by Roger Bourke White Jr., copyright December 2004
Oceans are salt water. They are so because they accumulate all the soluble minerals that rivers carry into them from eroding the continents. For millennia, man has accomplished minor desalinating projects in his quest to get salt by evaporating sea water. Over geologic time spans, Mother Nature has occasionally accomplished the same thing on a much bigger scale, when inland seas have dried out and left behind the great salt beds which have become the salt domes that underlay some sedimentary rocks.
Seawater is currently too salty for life to thrive in easily. All things that live in seawater have developed methods of getting the salt out of the water before it is used inside cells. These processes are difficult to design and use up significant amounts of chemical energy. If seawater were less salty, life in the seas would be easier to accomplish, and we might see some interesting new life forms develop. It would extend the habitat of those animals that currently live in brackish waters, and many of those animals are valuable to mankind.
What I propose is building low-cost, low-maintenance, long-term evaporation basins that will slowly pull salt out of the seas and pile it up in the huge salt pans that lay nearby many seas and oceans.
I propose setting up giant evaporation basins on the edges of existing seas, letting sea water into them in a controlled fashion, and not letting the brine out. Putting sea water in will be accomplished by the passive process of letting seawater seep into the basins through rock-filled, but porous, channels. Getting the water out of the basin will be the job of the sun -- solar energy evaporating water from the brine.
These evaporation basins should be in desolate locations where they will cause minimal disruption of human and wild life. Good sites would be the sub-sea-level salt pans in Africa and Australia that border oceans and seas. There are several of these: One example is the Qattara Depression in Egypt that figured prominently in the Battle of El Alamein in WWII. Another example is the salt pan that sits at the south end of the Red Sea, northwest of Somalia.
A deep gully can be cut from the ocean to the salt pan and then backfilled with gravel to make a porous channel. The advantage of using a gully-and-porous rock channel over using a conventional surface canal is that it will be much more stable over centuries of use. It's not going to get filled in with blowing sand, or covered over to make a road, or farmed, and the sea level can vary tens of feet up or down before the rock-filled gully stops functioning as a "check valve" -- letting lots of sea water come in, but not letting salt or brine out.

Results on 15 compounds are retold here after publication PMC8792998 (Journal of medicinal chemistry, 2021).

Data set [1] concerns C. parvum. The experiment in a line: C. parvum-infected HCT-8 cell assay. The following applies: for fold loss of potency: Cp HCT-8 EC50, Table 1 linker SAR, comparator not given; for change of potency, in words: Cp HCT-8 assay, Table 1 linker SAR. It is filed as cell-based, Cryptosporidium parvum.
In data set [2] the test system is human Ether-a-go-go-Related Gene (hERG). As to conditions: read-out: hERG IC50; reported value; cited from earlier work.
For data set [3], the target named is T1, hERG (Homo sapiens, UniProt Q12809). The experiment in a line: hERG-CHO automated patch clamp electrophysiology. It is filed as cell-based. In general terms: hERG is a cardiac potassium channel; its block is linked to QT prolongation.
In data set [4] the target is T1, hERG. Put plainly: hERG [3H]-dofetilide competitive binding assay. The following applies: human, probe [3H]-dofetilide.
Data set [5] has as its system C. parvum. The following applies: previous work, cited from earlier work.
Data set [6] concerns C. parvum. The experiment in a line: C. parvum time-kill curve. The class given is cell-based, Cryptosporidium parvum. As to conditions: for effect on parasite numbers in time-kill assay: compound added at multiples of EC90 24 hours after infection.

The goal of this project is to reduce salinity in the world's oceans. The total effects of this on the ecosystem are unknown, but here are some of the first-order effects of the process.
Fresh water evaporates more rapidly and freezes more easily than salt water does. It also absorbs carbon dioxide more easily. This means that the atmosphere will become more humid on the average; there will be more of a propensity to accumulate snow; and the waters of the oceans will have a higher propensity to freeze.
These primary effects mean that oceans can freeze farther from the poles in the winter and that the atmosphere can transfer more CO2 into the ocean. It may also mean more clouds because the atmosphere will carry more water. All of the above forces would tend to mitigate the greenhouse effect: Freshening the oceans would have a net cooling effect on the world.
Because fresh water evaporates more easily, more energy would be incorporated into the hydrologic cycle. This would allow energy to move up and off the Earth's surface more easily and provide the world more cooling than it currently has by the "sweating" process of evaporating water at the surface and condensing it at high altitude. There would also be more rain produced around the world.
If more rains produce more ice freezing on the continents, sea levels will drop. If they drop significantly, the evaporation pans will stop working, which will be fine because the pans will have done their job of desalinating by then, and this turning the pans off acts as a negative feedback loop: The pans will stop desalinating when the oceans freshen enough that the ocean level drops.
As the oceans desalinate, their waters will become brackish. This change would be gradual in human terms, sudden in geologic terms, and intermediate in evolutionary terms. It would change the mix of life in the oceans. The change would be something of a regression -- the oceans have been less salty in earlier ages. Thus, this change would probably make it easier for all kinds of life to thrive in the oceans.
But even if life is easier in the oceans, the great extinctions of species and subsequent radiations of improved species would continue. Life will go on; it will just be different, probably a little more plentiful and a little more varied. But a brackish ocean will be more human-friendly than a full salt ocean because humans and human-friendly animals find brackish water easier to use than full salt water.
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